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Essay > Words: 850 > Rating: Excellent > Buy full access at $1
A brief overview of the lives and contributions of Socrates, Plato and Aristotle.
Socrates was a great philosopher in ancient Greek Philosophy. His ideologies went against the beliefs and philosophical traditions.
He largely contributed to ethical related issues since he strongly believed in good mannerism. His views opposed greediness and misuse of power by those in authority and this serves as a lesson to those entrusted in learning government affairs.
He valued truth above everything else, human life and advocated for responsibility in the education sector. This is a positive attribute especially to those entrusted to guide and empower young generation with education since he was a role model to philosophers and loved wisdom.
He felt that if people acted morally while fulfilling their daily obligations, they would be happy regardless of their achievement or failure. He was against westernization and was sentenced to death since he was deemed as a threat by the government due to his strong belief in philosophies he advocated for.
His enormous contributions in experimental mode of learning promotes exposure of what is known and what is not and thus a trained teacher should not only facilitate learning; but rather carefully assess student’s capacity and should thus contribute to their own discovery. His point of view that “An unexamined life is not worth living” has a great impact on our society today since it offers a great teaching on how knowledge should be nurtured across board to offer practical skills and expertise that match the needs of our generation.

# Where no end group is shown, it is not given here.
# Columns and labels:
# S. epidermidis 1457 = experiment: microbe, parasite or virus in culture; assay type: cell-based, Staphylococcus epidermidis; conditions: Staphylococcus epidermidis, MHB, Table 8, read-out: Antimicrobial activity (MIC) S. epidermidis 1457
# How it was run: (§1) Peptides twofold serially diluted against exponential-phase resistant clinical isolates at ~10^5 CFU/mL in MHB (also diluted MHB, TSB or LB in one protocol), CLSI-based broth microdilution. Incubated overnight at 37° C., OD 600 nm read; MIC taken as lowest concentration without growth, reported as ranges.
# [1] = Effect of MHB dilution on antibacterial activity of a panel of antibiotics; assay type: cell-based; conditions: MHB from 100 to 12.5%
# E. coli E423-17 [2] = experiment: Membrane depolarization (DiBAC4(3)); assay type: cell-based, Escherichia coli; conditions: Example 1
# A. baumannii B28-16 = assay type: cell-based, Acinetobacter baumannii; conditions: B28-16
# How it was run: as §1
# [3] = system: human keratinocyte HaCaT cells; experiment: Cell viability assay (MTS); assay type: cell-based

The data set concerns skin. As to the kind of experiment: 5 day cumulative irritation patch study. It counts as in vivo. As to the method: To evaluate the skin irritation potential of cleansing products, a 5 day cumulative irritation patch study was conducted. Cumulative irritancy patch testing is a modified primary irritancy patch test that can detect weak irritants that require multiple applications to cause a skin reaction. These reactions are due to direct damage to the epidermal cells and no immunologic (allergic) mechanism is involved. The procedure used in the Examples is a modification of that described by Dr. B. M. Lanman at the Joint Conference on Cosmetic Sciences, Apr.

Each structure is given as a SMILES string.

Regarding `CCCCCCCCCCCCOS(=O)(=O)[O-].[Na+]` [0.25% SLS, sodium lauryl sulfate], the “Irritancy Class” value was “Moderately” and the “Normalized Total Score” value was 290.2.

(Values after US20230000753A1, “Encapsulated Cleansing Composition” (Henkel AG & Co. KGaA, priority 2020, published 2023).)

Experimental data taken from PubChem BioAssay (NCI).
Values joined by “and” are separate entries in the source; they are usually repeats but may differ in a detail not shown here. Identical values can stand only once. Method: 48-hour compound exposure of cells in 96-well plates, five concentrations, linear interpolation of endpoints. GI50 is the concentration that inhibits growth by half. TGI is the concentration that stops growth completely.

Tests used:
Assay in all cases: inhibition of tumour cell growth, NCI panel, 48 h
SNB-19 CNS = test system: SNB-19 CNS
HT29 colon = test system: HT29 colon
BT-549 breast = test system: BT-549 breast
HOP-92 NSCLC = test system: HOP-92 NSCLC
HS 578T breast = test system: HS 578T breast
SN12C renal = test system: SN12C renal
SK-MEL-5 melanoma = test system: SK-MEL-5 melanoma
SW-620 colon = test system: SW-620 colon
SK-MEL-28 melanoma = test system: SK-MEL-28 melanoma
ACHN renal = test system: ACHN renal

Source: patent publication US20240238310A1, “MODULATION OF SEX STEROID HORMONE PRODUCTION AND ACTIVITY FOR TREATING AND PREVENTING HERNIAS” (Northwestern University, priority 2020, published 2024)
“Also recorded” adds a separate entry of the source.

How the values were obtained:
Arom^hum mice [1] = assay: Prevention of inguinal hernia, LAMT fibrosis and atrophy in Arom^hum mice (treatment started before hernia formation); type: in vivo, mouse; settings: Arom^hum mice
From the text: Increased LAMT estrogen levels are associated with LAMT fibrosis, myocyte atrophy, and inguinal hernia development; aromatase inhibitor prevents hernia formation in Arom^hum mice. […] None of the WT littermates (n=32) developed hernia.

His view on humanity promotes a culture of mutual respect for one another regardless of the status quo to ensure that people’s rights and freedom of expression are respected and granted without being intimidated.
His real name was Aristocles and his nickname came from friends with regards to his broad shoulders. Socrates shaped many of his philosophies and was of the view that bad things should not happen to good people and he is recognized for training Aristotle.
His major contribution on experimental learning is associated with his advocacy pertaining what experimental educators should focus on with regards to holistic education. He was vocal on the two branches of education, one philosophical which meant intellectual pursuits and the other physical which meant reasonable learning. His belief that learning can, and should be enjoyable was unique since Greeks didn’t associate school with leisure.............
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